The country has nearly exhausted its entitled capacity, while Indian carriers are using only around 6,000 seats a week
The ministry of civil aviation has disagreed with a proposal of the Prime Minister’s Office to explore raising the cap on the number of weekly flights from Qatar in exchange for discounts on additional supplies of liquefied natural gas from there.
A senior aviation ministry official said, “Indian carriers are currently utilising a fourth of the capacity available between India and Qatar.
“Given that, we would not want to enhance bilateral traffic rights between the countries at this point of time.”
Qatar has nearly exhausted the entitled capacity, while Indian carriers are utilising only around 6,000 seats a week.
Sources said the government was keen on enhancing air traffic bilateral rights, as Qatar has promised investments of up to $3 billion a year in India.
“If, in wisdom of national interest, we are specifically asked to increase seat entitlements to Qatar, we would have to. But we do not plan anything like that as of now,” added the official.
The Qatar government has been asking for an expansion of weekly capacity to 72,600 seats, against the available 24,800, to create a hub for West-bound international traffic out of India.
Most international traffic out of India flies West via the hub in Dubai.
While Emirates has entitlements to fly out 54,000 seats a week, the Indian government recently allowed a staggered increase of capacity to UAE (Abu Dhabi) to 50,000 seats a week by 2015.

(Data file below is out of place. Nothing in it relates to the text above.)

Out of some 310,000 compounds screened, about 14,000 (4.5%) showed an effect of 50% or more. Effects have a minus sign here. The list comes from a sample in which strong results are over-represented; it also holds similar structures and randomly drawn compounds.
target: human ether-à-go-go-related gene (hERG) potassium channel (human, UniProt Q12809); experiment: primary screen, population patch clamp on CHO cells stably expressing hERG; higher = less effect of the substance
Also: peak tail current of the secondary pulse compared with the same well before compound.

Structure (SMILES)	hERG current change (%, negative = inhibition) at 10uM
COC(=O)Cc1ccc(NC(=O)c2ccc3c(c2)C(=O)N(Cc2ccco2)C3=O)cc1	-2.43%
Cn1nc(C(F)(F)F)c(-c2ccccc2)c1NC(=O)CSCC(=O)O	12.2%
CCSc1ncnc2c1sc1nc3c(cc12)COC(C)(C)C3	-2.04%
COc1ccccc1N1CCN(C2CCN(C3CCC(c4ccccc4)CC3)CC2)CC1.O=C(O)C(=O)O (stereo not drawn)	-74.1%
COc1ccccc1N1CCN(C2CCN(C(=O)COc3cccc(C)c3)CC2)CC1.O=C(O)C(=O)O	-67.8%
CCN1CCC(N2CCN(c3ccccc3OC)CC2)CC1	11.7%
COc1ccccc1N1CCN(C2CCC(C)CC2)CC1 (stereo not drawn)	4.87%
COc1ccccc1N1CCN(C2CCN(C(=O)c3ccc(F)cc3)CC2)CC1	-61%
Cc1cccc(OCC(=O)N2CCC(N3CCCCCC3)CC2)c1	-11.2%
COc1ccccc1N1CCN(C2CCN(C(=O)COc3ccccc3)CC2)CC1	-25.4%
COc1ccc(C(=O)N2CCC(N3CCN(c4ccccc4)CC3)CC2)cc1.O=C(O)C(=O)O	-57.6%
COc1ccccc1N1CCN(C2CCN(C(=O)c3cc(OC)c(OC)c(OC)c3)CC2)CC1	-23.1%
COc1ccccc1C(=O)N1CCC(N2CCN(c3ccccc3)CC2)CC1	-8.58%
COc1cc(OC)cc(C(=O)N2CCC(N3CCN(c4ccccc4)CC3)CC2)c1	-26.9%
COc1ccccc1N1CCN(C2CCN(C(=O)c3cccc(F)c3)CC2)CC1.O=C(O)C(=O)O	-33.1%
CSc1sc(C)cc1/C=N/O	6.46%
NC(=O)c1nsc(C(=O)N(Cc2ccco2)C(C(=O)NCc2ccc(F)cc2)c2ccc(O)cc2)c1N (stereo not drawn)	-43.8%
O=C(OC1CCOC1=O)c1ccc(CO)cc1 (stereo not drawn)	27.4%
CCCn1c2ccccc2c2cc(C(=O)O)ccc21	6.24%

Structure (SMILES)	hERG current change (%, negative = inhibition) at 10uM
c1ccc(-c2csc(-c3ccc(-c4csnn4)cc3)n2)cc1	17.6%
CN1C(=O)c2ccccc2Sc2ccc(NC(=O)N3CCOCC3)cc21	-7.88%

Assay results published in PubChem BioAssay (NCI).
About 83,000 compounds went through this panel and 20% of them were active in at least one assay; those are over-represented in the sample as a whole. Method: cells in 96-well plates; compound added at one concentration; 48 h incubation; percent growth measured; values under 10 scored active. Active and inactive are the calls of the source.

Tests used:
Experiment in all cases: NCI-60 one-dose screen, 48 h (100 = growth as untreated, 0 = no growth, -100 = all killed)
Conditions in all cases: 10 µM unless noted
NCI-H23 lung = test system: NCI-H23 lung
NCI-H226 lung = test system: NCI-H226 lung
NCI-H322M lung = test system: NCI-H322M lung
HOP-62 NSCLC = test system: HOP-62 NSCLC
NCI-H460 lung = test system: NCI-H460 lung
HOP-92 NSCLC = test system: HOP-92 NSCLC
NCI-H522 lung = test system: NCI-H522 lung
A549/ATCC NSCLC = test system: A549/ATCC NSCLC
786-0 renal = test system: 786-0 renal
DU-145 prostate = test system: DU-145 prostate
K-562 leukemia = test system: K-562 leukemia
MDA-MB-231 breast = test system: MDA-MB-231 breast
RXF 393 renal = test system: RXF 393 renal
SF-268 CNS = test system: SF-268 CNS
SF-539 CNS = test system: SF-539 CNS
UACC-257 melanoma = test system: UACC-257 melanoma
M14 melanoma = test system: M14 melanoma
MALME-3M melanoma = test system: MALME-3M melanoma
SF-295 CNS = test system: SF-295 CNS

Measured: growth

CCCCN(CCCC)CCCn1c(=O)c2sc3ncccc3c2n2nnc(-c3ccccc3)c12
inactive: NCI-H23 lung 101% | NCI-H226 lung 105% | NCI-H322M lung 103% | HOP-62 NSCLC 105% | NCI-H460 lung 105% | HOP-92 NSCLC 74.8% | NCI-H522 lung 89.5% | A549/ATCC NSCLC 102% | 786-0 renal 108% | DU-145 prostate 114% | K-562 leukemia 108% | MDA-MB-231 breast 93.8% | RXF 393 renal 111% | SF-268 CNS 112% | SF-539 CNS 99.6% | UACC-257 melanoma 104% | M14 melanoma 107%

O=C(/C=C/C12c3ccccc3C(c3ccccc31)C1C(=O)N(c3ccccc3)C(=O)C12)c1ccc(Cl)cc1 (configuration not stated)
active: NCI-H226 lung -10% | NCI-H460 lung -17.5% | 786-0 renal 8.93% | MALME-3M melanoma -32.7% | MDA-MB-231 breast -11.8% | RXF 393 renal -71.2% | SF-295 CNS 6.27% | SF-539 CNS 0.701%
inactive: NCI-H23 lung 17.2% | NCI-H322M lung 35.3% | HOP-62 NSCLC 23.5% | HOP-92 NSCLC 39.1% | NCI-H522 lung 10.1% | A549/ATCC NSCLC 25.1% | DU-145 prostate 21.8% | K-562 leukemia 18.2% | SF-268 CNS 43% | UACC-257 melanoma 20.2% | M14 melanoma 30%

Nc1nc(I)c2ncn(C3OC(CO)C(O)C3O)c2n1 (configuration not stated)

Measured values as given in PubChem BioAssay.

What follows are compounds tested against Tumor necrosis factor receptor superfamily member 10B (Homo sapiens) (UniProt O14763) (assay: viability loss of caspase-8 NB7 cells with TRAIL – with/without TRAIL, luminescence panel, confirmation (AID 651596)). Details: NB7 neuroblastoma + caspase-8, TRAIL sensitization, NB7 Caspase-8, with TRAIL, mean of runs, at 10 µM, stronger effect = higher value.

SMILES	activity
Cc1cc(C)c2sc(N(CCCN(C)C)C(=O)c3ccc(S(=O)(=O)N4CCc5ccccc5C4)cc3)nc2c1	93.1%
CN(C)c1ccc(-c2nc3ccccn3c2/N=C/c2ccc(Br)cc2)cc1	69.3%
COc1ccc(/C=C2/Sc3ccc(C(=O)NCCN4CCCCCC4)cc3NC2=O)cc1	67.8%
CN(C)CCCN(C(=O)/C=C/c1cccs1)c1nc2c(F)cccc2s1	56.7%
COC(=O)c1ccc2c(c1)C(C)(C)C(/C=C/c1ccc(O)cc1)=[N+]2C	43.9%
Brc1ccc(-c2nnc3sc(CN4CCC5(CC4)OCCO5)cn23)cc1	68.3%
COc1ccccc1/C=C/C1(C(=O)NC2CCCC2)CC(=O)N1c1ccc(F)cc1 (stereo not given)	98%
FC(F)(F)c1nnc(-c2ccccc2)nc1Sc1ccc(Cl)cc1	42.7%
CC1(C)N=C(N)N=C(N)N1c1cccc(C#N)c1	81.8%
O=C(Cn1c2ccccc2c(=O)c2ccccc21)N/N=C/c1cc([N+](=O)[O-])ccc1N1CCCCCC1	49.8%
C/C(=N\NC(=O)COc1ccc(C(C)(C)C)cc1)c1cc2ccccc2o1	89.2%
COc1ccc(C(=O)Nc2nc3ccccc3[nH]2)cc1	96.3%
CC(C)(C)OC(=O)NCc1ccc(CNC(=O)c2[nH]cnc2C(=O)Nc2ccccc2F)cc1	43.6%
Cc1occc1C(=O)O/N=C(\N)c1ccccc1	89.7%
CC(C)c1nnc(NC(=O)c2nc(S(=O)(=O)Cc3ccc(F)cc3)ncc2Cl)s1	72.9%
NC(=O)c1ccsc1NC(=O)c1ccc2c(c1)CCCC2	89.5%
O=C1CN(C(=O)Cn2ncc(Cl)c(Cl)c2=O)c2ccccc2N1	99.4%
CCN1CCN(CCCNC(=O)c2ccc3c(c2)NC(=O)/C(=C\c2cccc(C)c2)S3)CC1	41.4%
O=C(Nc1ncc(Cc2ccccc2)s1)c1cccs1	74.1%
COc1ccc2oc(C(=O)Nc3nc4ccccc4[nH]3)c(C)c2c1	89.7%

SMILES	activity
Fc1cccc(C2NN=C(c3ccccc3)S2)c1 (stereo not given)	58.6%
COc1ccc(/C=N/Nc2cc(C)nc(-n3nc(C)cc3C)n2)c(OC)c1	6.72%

In October, the PMO had called a meeting of officials from the Ministry of Civil Aviation, Ministry of Petroleum and Natural Gas, Ministry of External Affairs and Department of Industrial Policy and Promotion.
It has asked the aviation ministry to work out specifics on how many additional seats can be allocated to Qatar.
Discussion over increasing the bilateral rights to Qatar has comes on the heels of India agreeing to allocate an additional 36,670 seats a week to Abu Dhabi over three years. UAE is said to have promised investments of $50 billion in the country’s infrastructure sectors over the next few years.
The decision was aided by the fact that capacity utilisation of Indian carriers prior to the allocation of increased bilateral rights to UAE stood at around 90 per cent, said ministry officials.
The enhancement of bilateral rights had, however, raised a storm as several political leaders had opposed the moved, contending an adverse impact on operations of Indian airlines and airport operators.
Image: A view of Doha, Qatar; Photograph: Courtesy, Wikipedia Commons